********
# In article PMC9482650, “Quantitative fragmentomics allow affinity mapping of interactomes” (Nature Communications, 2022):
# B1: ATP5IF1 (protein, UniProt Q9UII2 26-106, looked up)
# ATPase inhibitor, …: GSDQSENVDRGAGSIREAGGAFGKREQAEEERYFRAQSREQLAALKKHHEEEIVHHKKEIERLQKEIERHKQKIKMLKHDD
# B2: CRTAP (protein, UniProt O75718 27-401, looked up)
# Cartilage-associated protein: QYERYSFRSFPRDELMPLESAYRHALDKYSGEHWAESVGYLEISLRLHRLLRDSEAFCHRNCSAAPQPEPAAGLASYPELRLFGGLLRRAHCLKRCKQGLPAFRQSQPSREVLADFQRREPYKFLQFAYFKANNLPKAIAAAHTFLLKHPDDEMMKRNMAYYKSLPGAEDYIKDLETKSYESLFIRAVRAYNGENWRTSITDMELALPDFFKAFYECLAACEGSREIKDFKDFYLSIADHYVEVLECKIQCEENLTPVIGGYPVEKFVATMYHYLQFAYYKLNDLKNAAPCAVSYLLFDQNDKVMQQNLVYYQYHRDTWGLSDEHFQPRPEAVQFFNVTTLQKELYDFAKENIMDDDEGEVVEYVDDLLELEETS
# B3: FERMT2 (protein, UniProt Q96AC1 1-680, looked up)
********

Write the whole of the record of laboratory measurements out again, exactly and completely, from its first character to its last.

# In article PMC9482650, “Quantitative fragmentomics allow affinity mapping of interactomes” (Nature Communications, 2022):
# B1: ATP5IF1 (protein, UniProt Q9UII2 26-106, looked up)
# ATPase inhibitor, …: GSDQSENVDRGAGSIREAGGAFGKREQAEEERYFRAQSREQLAALKKHHEEEIVHHKKEIERLQKEIERHKQKIKMLKHDD
# B2: CRTAP (protein, UniProt O75718 27-401, looked up)
# Cartilage-associated protein: QYERYSFRSFPRDELMPLESAYRHALDKYSGEHWAESVGYLEISLRLHRLLRDSEAFCHRNCSAAPQPEPAAGLASYPELRLFGGLLRRAHCLKRCKQGLPAFRQSQPSREVLADFQRREPYKFLQFAYFKANNLPKAIAAAHTFLLKHPDDEMMKRNMAYYKSLPGAEDYIKDLETKSYESLFIRAVRAYNGENWRTSITDMELALPDFFKAFYECLAACEGSREIKDFKDFYLSIADHYVEVLECKIQCEENLTPVIGGYPVEKFVATMYHYLQFAYYKLNDLKNAAPCAVSYLLFDQNDKVMQQNLVYYQYHRDTWGLSDEHFQPRPEAVQFFNVTTLQKELYDFAKENIMDDDEGEVVEYVDDLLELEETS
# B3: FERMT2 (protein, UniProt Q96AC1 1-680, looked up)